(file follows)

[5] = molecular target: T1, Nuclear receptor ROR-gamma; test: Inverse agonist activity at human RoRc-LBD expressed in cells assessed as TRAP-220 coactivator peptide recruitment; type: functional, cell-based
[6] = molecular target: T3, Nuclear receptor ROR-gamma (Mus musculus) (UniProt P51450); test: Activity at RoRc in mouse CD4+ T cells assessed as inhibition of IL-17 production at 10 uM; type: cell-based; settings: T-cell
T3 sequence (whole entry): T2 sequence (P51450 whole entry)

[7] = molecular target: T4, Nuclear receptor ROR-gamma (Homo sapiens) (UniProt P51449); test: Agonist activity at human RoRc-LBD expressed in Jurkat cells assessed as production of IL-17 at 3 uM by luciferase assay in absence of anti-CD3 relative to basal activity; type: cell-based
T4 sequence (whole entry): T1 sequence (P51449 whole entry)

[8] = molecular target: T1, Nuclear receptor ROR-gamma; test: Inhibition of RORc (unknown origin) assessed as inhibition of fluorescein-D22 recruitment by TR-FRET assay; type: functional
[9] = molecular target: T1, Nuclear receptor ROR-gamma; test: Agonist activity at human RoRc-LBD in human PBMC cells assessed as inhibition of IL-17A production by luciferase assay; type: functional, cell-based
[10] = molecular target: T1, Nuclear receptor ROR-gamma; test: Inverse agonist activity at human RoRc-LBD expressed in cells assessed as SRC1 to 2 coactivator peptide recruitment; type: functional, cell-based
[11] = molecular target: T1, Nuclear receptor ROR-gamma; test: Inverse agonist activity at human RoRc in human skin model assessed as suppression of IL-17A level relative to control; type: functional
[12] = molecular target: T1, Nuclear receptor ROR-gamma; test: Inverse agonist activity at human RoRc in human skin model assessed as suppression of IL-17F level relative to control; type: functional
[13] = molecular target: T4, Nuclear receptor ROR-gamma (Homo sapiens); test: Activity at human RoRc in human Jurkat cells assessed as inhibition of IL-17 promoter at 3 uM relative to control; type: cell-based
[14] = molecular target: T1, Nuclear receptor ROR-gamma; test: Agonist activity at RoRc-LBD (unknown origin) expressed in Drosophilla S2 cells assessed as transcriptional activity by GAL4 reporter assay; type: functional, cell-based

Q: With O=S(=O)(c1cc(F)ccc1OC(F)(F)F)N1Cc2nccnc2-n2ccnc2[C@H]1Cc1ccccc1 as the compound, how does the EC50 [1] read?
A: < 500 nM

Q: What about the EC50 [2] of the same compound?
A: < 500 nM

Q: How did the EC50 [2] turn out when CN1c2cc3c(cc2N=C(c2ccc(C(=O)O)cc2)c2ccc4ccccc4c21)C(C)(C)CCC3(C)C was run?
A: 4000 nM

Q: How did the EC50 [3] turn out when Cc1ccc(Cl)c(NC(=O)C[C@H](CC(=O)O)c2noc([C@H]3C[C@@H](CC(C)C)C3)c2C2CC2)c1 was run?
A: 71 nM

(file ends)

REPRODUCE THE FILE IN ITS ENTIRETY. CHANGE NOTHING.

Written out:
[5] = molecular target: T1, Nuclear receptor ROR-gamma; test: Inverse agonist activity at human RoRc-LBD expressed in cells assessed as TRAP-220 coactivator peptide recruitment; type: functional, cell-based
[6] = molecular target: T3, Nuclear receptor ROR-gamma (Mus musculus) (UniProt P51450); test: Activity at RoRc in mouse CD4+ T cells assessed as inhibition of IL-17 production at 10 uM; type: cell-based; settings: T-cell
T3 sequence (whole entry): T2 sequence (P51450 whole entry)

[7] = molecular target: T4, Nuclear receptor ROR-gamma (Homo sapiens) (UniProt P51449); test: Agonist activity at human RoRc-LBD expressed in Jurkat cells assessed as production of IL-17 at 3 uM by luciferase assay in absence of anti-CD3 relative to basal activity; type: cell-based
T4 sequence (whole entry): T1 sequence (P51449 whole entry)

[8] = molecular target: T1, Nuclear receptor ROR-gamma; test: Inhibition of RORc (unknown origin) assessed as inhibition of fluorescein-D22 recruitment by TR-FRET assay; type: functional
[9] = molecular target: T1, Nuclear receptor ROR-gamma; test: Agonist activity at human RoRc-LBD in human PBMC cells assessed as inhibition of IL-17A production by luciferase assay; type: functional, cell-based
[10] = molecular target: T1, Nuclear receptor ROR-gamma; test: Inverse agonist activity at human RoRc-LBD expressed in cells assessed as SRC1 to 2 coactivator peptide recruitment; type: functional, cell-based
[11] = molecular target: T1, Nuclear receptor ROR-gamma; test: Inverse agonist activity at human RoRc in human skin model assessed as suppression of IL-17A level relative to control; type: functional
[12] = molecular target: T1, Nuclear receptor ROR-gamma; test: Inverse agonist activity at human RoRc in human skin model assessed as suppression of IL-17F level relative to control; type: functional
[13] = molecular target: T4, Nuclear receptor ROR-gamma (Homo sapiens); test: Activity at human RoRc in human Jurkat cells assessed as inhibition of IL-17 promoter at 3 uM relative to control; type: cell-based
[14] = molecular target: T1, Nuclear receptor ROR-gamma; test: Agonist activity at RoRc-LBD (unknown origin) expressed in Drosophilla S2 cells assessed as transcriptional activity by GAL4 reporter assay; type: functional, cell-based

Q: With O=S(=O)(c1cc(F)ccc1OC(F)(F)F)N1Cc2nccnc2-n2ccnc2[C@H]1Cc1ccccc1 as the compound, how does the EC50 [1] read?
A: < 500 nM

Q: What about the EC50 [2] of the same compound?
A: < 500 nM

Q: How did the EC50 [2] turn out when CN1c2cc3c(cc2N=C(c2ccc(C(=O)O)cc2)c2ccc4ccccc4c21)C(C)(C)CCC3(C)C was run?
A: 4000 nM

Q: How did the EC50 [3] turn out when Cc1ccc(Cl)c(NC(=O)C[C@H](CC(=O)O)c2noc([C@H]3C[C@@H](CC(C)C)C3)c2C2CC2)c1 was run?
A: 71 nM